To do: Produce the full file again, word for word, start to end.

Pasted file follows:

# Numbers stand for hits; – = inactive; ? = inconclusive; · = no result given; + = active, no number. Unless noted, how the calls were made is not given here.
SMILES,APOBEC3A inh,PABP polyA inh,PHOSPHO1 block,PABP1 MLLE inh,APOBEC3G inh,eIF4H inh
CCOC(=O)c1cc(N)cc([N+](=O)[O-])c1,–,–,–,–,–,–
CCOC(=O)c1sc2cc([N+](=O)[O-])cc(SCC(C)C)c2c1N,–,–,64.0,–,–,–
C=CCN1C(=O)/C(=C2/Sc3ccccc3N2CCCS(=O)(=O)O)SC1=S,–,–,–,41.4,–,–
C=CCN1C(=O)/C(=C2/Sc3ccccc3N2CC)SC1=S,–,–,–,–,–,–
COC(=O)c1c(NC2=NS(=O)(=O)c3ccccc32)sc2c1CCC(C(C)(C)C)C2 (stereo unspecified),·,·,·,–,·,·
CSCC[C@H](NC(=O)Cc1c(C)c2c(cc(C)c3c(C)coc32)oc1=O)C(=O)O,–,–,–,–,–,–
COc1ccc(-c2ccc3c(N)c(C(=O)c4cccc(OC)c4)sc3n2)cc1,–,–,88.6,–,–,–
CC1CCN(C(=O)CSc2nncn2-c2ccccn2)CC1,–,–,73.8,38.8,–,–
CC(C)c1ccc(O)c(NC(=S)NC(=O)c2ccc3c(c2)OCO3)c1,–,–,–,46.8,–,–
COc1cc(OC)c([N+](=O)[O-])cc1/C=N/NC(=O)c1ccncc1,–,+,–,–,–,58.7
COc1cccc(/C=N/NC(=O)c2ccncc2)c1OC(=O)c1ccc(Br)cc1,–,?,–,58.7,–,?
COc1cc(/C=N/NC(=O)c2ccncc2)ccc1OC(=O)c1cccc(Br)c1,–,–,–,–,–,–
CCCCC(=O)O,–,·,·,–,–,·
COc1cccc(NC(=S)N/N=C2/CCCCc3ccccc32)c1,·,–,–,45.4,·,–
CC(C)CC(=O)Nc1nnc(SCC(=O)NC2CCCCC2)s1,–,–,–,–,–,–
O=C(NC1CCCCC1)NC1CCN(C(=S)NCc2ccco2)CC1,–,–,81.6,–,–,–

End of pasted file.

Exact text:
# Numbers stand for hits; – = inactive; ? = inconclusive; · = no result given; + = active, no number. Unless noted, how the calls were made is not given here.
SMILES,APOBEC3A inh,PABP polyA inh,PHOSPHO1 block,PABP1 MLLE inh,APOBEC3G inh,eIF4H inh
CCOC(=O)c1cc(N)cc([N+](=O)[O-])c1,–,–,–,–,–,–
CCOC(=O)c1sc2cc([N+](=O)[O-])cc(SCC(C)C)c2c1N,–,–,64.0,–,–,–
C=CCN1C(=O)/C(=C2/Sc3ccccc3N2CCCS(=O)(=O)O)SC1=S,–,–,–,41.4,–,–
C=CCN1C(=O)/C(=C2/Sc3ccccc3N2CC)SC1=S,–,–,–,–,–,–
COC(=O)c1c(NC2=NS(=O)(=O)c3ccccc32)sc2c1CCC(C(C)(C)C)C2 (stereo unspecified),·,·,·,–,·,·
CSCC[C@H](NC(=O)Cc1c(C)c2c(cc(C)c3c(C)coc32)oc1=O)C(=O)O,–,–,–,–,–,–
COc1ccc(-c2ccc3c(N)c(C(=O)c4cccc(OC)c4)sc3n2)cc1,–,–,88.6,–,–,–
CC1CCN(C(=O)CSc2nncn2-c2ccccn2)CC1,–,–,73.8,38.8,–,–
CC(C)c1ccc(O)c(NC(=S)NC(=O)c2ccc3c(c2)OCO3)c1,–,–,–,46.8,–,–
COc1cc(OC)c([N+](=O)[O-])cc1/C=N/NC(=O)c1ccncc1,–,+,–,–,–,58.7
COc1cccc(/C=N/NC(=O)c2ccncc2)c1OC(=O)c1ccc(Br)cc1,–,?,–,58.7,–,?
COc1cc(/C=N/NC(=O)c2ccncc2)ccc1OC(=O)c1cccc(Br)c1,–,–,–,–,–,–
CCCCC(=O)O,–,·,·,–,–,·
COc1cccc(NC(=S)N/N=C2/CCCCc3ccccc32)c1,·,–,–,45.4,·,–
CC(C)CC(=O)Nc1nnc(SCC(=O)NC2CCCCC2)s1,–,–,–,–,–,–
O=C(NC1CCCCC1)NC1CCN(C(=S)NCc2ccco2)CC1,–,–,81.6,–,–,–